Dwight, Illinois, is a pretty little town of some 4,500 residents whose motto is “Not Just A Bump in the Road,” which you’ll find to be true if you take the time to stop and explore this old Route 66 town.
It all began in the early 1850s when two railroad surveyors named James Spencer and T.C. Myer camped near what would soon be the town of Dwight. Within a few years, the railroad was built, and when the first Alton and Sangamon (later the Chicago and Alton) train came through from Chicago to St. Louis, Missouri, in 1854, there were just two small wooden buildings and a water tank. They called the “station” West New York. However, when Richard P. Morgan, another survey engineer, was asked to name the place, he suggested Henry Dwight of New York, who had invested a fortune into the railroad building. And so it was.
Railroad stops often became towns at this time, and Dwight was no different. Morgan built the first mill in 1859 and donated the land for the Presbyterian Church. David McWilliams soon built a store that did a booming business during its first year. Later he would help to build the first school in town and started the town’s first bank, now known as the Bank of Dwight.
In 1879 Dwight was still a quiet railroad town when young Dr. Leslie Keeley opened the doors of the Keeley Institute, the first medical institution to treat alcoholism as a disease. By the 1890s, Keeley Institutes were located in nearly every state in the nation and many overseas.
When Keeley died in 1900, his partner and friend, John R. Oughton, became president of the corporation. Oughton renovated a building that was used as the Keeley Club House and, adding to it, made it his home, which was known as “The Manse.” Today, the building operates as a restaurant with extensive banquet facilities called the Country Mansion.
The Keeley Institute continued to operate until 1966, when hospitals began to deal with the disease of alcoholism. Today the building houses the Fox Developmental Center.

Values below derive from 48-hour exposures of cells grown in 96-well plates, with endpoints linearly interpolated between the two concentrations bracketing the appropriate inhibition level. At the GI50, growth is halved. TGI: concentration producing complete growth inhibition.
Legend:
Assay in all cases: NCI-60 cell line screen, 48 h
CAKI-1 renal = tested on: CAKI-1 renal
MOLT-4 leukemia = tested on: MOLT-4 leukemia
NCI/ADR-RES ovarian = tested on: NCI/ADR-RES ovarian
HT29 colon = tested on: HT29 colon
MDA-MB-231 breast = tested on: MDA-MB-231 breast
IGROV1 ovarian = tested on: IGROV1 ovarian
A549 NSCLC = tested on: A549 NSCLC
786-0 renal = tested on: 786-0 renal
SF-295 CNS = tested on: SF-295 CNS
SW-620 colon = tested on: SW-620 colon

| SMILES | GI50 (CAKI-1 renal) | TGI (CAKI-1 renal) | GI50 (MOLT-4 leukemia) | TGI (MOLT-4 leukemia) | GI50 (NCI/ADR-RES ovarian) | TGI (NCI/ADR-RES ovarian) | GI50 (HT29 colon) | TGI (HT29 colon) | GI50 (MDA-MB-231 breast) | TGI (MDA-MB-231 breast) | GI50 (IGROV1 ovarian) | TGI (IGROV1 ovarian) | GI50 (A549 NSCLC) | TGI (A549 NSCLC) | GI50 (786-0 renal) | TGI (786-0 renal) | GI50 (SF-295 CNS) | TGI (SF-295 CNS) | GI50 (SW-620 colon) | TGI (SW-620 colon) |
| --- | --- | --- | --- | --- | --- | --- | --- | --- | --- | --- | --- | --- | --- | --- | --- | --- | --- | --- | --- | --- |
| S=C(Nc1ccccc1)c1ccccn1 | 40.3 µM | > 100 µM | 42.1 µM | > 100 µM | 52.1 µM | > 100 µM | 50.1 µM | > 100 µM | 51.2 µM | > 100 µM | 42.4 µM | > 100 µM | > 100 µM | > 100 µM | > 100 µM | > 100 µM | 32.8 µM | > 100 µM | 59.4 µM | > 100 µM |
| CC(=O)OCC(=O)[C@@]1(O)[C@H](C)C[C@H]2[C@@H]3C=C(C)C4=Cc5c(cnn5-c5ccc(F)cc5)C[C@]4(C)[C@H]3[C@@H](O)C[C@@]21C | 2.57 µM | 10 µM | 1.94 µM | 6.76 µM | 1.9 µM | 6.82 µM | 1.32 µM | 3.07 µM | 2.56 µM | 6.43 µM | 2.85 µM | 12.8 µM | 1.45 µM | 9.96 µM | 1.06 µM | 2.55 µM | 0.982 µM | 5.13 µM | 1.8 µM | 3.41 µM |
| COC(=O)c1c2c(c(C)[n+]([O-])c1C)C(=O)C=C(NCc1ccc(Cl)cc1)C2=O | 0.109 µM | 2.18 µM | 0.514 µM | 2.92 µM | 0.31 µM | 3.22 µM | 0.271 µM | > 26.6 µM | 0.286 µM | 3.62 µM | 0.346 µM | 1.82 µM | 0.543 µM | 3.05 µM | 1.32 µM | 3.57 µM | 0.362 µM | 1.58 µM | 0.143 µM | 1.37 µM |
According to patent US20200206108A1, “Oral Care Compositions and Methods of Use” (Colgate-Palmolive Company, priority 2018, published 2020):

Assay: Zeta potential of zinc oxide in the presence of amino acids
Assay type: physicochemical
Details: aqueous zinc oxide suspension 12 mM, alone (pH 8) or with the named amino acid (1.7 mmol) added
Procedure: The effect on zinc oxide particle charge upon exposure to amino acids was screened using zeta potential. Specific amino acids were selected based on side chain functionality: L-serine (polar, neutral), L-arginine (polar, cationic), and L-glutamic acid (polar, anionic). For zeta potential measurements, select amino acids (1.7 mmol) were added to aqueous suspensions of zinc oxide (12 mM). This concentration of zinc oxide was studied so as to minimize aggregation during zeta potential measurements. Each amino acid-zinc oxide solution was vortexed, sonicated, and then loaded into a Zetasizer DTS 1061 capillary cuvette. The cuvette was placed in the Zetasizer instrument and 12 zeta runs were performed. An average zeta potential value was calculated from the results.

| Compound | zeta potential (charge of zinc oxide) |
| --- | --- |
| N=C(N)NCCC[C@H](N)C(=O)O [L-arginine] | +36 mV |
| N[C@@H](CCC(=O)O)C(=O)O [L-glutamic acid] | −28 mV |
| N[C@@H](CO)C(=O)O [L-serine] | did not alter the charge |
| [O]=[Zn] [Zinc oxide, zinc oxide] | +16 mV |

When Route 66 barreled through town, it bypassed Dwight’s downtown district, so the town responded with new businesses along the highway.
Big Al’s Hot Dogs will be one of the first things you see as you enter Dwight on Route 66. Soon you will pass Ambler’s Texaco Station. Built in 1933, it became The Marathon Oil Station and serviced travelers until 1998. The community is restoring the building, and it will serve as a visitor’s center.
Further down the road, you will see another Route 66-era station decked out with all manner of gas station paraphernalia and Feddersen’s Pizza Garage. This old car dealership has been converted into a pizzeria.
Off Route 66, in downtown Dwight, there are several historical buildings that the town has taken care to preserve. The beautiful stone railroad depot, built in 1891, houses the Dwight Historical Society and the Chamber of Commerce. This building is on the National Register of Historic Places.
Also downtown is the First National Bank building, designed by Frank Lloyd Wright in 1905, and the former Keeley Institute, with its priceless stained glass windows depicting the five senses.
The Prairie Creek Public Library, housed in an old carriage house, The Country Mansion, the Pioneer Gothic Church, and the historic Windmill in the City Center are also on the National Register of Historic Places.